A good Content Management System means you can alter it anytime
I can’t tell you how many small business websites either created or been involved in creating. But given I’ve been at it since 1996 it’s a fair number.
And over this time I’ve dealt with all manner of clients. Fast ones, slow ones, sharp ones, not so sharp ones, wealthier ones and poorer ones.
Ones that will provide you with perfect base content about their business for use on their websites. And others for whom pulling teeth is far easier.
But no matter how good it is, one of the common misconceptions about website content is that like its printed counterpart, the content is ‘set in stone’, unable to be altered after the website is published.
Content problem? No problem
Given that most of websites now have a Content Management System (editing platform) underpinning them, nothing could be further from the truth.
If you’re not familiar with the term, Content Management System or CMS is a website management system that allows ordinary users – providing the website has been established correctly in the first place – to edit most parts of the website. Or at least the parts you need to edit.
Good CMS’ try to provide an interface that most users are familiar with – like an MS Word document.
The editing interface of a popular Content Management System
CMS’ have played a major role in transforming websites from static ‘brochureware’ to dynamic, topical and flexible communications pieces.
A good CMS, setup in the correct way, will allow you to alter your content whenever you need to, without upsetting its critical aesthetic appearance.
And what this editing capability also means is that your website is never ‘finished’ as such. They are designed – at least these days, to be altered all the time.
Not only does that keep your website interesting and fresh for repeat visitors (increasing the chance of a cross-sell or upsell) but attract the wily ways of search engine ‘spiders’ who reward fresh content with a boost in your website rankings.
Farewell to fixed
It’s this state of impermanency that smaller businesses are unfamiliar and often struggle with, leading to lengthy and unnecessary delays with content alterations and approvals.
Instead they treat the content procedure like the thing they are most familiar with – print.
It’s easy to understand why. Many have endured several versions of their Yellow Pages print ads, where if an error is made, you are stuck with it for at least 12 months – not to mention the accompanying embarrassment and even loss of business.
Or newspaper and magazine advertising, where you can end up with egg on your face as long as the publication is in circulation.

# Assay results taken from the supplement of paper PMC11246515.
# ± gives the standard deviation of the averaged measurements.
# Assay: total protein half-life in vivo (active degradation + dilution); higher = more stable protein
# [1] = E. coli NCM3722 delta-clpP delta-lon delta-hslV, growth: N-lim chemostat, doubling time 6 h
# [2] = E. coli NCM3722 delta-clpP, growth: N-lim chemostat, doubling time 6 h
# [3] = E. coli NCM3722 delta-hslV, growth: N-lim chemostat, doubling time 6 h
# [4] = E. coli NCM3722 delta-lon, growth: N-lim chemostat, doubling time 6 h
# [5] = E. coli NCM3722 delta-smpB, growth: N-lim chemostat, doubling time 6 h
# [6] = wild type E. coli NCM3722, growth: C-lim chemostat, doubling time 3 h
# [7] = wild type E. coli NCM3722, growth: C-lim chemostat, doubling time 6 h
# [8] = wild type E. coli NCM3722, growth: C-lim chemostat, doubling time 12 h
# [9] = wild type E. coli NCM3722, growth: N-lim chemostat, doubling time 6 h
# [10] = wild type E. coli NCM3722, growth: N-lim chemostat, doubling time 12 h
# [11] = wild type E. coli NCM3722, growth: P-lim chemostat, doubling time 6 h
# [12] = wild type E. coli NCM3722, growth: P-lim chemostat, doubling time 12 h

Or even brochures, where a mistake can lead to costly re-prints or ugly stickers overlaying the error in question.
‘Thereabouts’ will now do
Whilst I’m not advocating the provision of sub-standard content for your website for one second, the fact that most content can be changed easily, particularly prices and seasonal information, means that the content you provide to your web professional to set up your website doesn’t need to be written or provided in a way that is fixed or permanent.
This means that if you are uncertain about any aspect of your website content, you can simply provide a ‘publication date’ version of it, knowing that you can alter it later.
Just knowing this will be a considerable relief to the business operator or website co-ordinator, who can literally lose sleep over an error or inaccuracy that gets out in front of the gaze of the public.
And means that your new website can turn around much faster than it otherwise would.
Easier damage control
This content ‘editability’ also has legal implications for your website. Unlike a printed document or video where an error is built into as many items as has been distributed – and hence create significant legal issues (eg copyright misuse), any damage the same issue can cause with a website is limited to the time it stays live.
To this end, those claiming a copyright infringement or other content problem can issue a cease and desist order rather than claim damages on irretrievable or already published/broadcast copies.
Yet another reason to help business operators sleep more easily at night.
In addition to being a leading eBusiness educator to the smaller business sector, Craig Reardon is the founder and director of independent web services firm The E Team which was established to address the special website and web marketing needs of SMEs in Melbourne and beyond. www.theeteam.com.au